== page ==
People instinctively prefer to eat fruits and vegetables with bright colors, because vibrant coloring is a sign that the food contains healthy nutrients. Growers sometimes capitalize on our instinct to select colorful food by enhancing the color of fruits and vegetables with dyes that are approved by the U.S. Food and Drug Administration.
Food companies sometimes spray red dye on red delicious apples, fresh strawberries and red potatoes to enhance their appearance. Red dye is also used to color Maraschino cherries, which are often found in ice cream parlors for toppings, and in bars for making drinks. The FDA allows companies to add red dye to naturally red sweet potatoes to enhance their color, and also permits companies to dip oranges in red dye to make them look more orange.
Green products, such as pickles, sometimes have yellow dye to enhance their green color. The FDA allows oatmeal manufacturers to use yellow dye to color bits of apples to make them look like peaches in instant peach-flavored oatmeal. Food companies also add yellow dye to enhance the appearance of processed potatoes au gratin.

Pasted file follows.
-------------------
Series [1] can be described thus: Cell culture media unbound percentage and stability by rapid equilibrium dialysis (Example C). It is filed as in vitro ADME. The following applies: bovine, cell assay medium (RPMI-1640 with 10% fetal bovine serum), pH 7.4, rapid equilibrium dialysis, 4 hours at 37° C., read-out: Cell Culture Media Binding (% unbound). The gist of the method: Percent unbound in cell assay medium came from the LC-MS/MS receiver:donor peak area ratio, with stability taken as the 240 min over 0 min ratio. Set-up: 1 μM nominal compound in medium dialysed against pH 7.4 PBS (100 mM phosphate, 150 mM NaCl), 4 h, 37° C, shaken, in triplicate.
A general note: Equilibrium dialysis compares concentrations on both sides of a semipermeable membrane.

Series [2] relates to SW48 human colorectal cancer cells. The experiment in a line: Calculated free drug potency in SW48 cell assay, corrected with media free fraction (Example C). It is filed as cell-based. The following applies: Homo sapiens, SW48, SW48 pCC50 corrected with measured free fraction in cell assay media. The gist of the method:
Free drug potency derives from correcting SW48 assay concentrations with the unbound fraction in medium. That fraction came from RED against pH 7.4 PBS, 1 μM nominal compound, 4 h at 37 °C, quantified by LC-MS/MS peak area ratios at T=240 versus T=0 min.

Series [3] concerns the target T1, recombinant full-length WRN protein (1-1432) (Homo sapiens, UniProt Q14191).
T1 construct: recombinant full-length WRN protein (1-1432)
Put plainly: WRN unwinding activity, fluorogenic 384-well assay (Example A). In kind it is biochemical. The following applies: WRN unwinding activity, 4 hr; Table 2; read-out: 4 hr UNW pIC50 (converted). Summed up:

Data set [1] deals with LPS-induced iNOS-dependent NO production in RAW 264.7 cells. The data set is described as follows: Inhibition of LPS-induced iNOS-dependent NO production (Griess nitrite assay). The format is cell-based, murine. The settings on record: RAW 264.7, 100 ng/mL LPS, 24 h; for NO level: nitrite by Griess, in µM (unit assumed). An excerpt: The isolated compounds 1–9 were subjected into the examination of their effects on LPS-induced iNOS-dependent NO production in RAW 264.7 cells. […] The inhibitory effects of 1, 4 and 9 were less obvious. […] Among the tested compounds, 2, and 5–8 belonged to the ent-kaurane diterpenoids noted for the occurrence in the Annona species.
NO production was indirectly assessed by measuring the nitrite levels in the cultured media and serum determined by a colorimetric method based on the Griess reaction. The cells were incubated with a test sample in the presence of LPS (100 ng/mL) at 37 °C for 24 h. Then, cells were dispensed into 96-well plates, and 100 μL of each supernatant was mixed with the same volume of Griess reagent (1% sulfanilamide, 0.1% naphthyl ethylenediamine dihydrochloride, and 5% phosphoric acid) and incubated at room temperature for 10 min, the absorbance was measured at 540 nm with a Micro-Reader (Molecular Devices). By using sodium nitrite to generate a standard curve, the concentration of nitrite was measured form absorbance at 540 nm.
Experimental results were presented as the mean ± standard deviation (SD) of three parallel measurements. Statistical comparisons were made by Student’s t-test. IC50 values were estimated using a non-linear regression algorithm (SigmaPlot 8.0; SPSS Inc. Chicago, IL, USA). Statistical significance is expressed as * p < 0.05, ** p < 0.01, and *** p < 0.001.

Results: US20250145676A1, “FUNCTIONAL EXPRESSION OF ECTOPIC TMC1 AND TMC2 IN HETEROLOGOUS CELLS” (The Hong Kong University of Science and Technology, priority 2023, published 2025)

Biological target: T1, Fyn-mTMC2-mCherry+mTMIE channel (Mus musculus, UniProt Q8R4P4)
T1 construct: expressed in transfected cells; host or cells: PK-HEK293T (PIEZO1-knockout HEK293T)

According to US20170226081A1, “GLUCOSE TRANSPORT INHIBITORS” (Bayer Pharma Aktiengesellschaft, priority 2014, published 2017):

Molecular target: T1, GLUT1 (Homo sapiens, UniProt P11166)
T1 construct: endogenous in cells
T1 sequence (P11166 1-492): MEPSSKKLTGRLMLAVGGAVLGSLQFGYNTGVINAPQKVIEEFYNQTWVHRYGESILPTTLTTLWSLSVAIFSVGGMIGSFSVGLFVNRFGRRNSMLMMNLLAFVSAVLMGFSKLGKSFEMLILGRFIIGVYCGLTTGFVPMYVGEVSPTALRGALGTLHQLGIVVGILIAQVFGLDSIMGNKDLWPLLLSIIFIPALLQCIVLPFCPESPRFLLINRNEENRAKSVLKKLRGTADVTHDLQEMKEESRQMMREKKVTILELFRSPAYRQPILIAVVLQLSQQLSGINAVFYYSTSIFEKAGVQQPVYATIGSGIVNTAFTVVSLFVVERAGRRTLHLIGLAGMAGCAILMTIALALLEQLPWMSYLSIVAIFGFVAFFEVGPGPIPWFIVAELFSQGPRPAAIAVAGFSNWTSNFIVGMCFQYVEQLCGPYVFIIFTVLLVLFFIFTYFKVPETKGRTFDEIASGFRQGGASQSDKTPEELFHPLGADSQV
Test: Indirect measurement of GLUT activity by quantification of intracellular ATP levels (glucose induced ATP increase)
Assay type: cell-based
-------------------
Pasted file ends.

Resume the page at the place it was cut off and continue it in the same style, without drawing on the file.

There aren’t a lot of blue foods, but the FDA permits food processors to spray blue dye on blueberries, as well as on fruits that have some blue in them, such as strawberries, cherries and red delicious apples. Guacamole dip sometimes has blue and yellow dye added to it to make the avocado look greener.
- U.S. Food and Drug Administration: Sweet Potatoes - Dyeing of Yellow and Red Varieties
- U.S. Food and Drug Administration: Maraschino Cherries
- Natural News: How Food Companies Fool Consumers with Food Coloring Ingredients Made from Petrochemicals
- Center for Science in the Public Interest: CSPI Urges FDA to Ban Artificial Food Dyes Linked to Behavior Problems
Julius Vandersteen has been a freelance writer since 1999. His work has appeared in “The Los Angeles Times,” “Wired” and “S.F. Weekly.” Vandersteen has a Bachelor of Arts in journalism from San Francisco State University.